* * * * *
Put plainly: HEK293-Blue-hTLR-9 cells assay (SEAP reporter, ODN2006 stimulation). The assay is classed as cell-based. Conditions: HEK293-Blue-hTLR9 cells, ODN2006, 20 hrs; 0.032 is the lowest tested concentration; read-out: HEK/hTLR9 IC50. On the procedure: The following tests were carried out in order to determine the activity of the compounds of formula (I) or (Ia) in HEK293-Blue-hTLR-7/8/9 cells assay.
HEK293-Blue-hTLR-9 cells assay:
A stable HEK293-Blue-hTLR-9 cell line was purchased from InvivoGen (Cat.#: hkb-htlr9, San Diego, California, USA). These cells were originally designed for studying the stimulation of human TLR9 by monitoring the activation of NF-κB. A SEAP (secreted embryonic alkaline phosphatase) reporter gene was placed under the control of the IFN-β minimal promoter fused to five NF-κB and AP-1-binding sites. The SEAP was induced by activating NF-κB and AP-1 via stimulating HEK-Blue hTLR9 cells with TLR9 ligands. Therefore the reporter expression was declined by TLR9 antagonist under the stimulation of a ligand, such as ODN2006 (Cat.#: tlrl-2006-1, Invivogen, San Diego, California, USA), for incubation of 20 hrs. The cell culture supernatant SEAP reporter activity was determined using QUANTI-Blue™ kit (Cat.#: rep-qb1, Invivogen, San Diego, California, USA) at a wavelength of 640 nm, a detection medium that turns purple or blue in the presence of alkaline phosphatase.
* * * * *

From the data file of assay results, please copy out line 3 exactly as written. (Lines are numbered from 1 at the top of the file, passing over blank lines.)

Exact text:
A stable HEK293-Blue-hTLR-9 cell line was purchased from InvivoGen (Cat.#: hkb-htlr9, San Diego, California, USA). These cells were originally designed for studying the stimulation of human TLR9 by monitoring the activation of NF-κB. A SEAP (secreted embryonic alkaline phosphatase) reporter gene was placed under the control of the IFN-β minimal promoter fused to five NF-κB and AP-1-binding sites. The SEAP was induced by activating NF-κB and AP-1 via stimulating HEK-Blue hTLR9 cells with TLR9 ligands. Therefore the reporter expression was declined by TLR9 antagonist under the stimulation of a ligand, such as ODN2006 (Cat.#: tlrl-2006-1, Invivogen, San Diego, California, USA), for incubation of 20 hrs. The cell culture supernatant SEAP reporter activity was determined using QUANTI-Blue™ kit (Cat.#: rep-qb1, Invivogen, San Diego, California, USA) at a wavelength of 640 nm, a detection medium that turns purple or blue in the presence of alkaline phosphatase.